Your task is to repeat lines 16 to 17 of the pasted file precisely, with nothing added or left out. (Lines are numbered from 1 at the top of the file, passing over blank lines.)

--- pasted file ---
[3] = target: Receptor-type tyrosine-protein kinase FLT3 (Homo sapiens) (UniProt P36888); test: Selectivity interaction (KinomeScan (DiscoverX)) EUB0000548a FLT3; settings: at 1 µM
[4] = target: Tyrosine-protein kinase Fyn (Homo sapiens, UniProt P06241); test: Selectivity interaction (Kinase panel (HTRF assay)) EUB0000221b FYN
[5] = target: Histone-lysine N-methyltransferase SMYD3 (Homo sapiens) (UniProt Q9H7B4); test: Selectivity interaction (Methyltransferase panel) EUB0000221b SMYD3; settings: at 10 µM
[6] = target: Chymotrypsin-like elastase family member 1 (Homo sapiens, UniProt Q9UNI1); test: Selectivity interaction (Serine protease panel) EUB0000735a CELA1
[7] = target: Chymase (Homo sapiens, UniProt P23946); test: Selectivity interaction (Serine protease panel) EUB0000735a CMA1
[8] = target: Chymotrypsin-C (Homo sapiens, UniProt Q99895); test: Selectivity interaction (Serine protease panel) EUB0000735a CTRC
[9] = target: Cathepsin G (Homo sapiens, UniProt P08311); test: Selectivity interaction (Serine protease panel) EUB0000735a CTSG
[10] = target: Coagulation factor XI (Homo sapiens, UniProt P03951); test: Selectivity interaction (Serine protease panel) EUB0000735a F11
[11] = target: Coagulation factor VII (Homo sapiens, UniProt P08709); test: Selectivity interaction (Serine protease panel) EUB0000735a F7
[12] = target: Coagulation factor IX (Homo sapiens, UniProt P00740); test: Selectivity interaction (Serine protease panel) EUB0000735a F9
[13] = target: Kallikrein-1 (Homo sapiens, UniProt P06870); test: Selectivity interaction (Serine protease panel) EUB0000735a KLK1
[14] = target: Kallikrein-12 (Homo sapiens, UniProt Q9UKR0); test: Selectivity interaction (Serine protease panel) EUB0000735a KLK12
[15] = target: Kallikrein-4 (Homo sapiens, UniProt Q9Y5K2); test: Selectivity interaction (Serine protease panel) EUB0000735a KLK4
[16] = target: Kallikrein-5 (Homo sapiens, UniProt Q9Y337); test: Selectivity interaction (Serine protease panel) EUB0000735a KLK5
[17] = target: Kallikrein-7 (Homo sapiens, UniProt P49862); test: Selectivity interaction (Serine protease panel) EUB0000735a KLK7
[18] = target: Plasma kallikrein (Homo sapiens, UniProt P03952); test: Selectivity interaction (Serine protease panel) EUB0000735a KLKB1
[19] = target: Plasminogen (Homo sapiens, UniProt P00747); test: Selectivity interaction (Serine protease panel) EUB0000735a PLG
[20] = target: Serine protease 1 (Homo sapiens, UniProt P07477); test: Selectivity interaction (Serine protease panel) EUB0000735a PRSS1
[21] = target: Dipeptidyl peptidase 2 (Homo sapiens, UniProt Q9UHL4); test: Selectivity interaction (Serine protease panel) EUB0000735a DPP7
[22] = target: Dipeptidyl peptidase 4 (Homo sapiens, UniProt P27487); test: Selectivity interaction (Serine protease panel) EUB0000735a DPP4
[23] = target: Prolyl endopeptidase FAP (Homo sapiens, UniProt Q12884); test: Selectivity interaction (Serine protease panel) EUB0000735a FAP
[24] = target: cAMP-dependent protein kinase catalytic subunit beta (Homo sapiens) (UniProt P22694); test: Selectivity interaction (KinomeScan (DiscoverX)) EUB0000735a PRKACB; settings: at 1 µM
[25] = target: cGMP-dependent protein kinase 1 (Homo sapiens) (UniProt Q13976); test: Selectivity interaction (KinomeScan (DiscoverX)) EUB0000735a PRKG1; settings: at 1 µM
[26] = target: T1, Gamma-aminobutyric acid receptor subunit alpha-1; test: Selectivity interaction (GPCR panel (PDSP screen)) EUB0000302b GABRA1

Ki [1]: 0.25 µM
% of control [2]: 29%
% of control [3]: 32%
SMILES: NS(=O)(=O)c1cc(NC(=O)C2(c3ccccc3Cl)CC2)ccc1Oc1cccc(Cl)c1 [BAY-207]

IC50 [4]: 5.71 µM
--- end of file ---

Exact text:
[18] = target: Plasma kallikrein (Homo sapiens, UniProt P03952); test: Selectivity interaction (Serine protease panel) EUB0000735a KLKB1
[19] = target: Plasminogen (Homo sapiens, UniProt P00747); test: Selectivity interaction (Serine protease panel) EUB0000735a PLG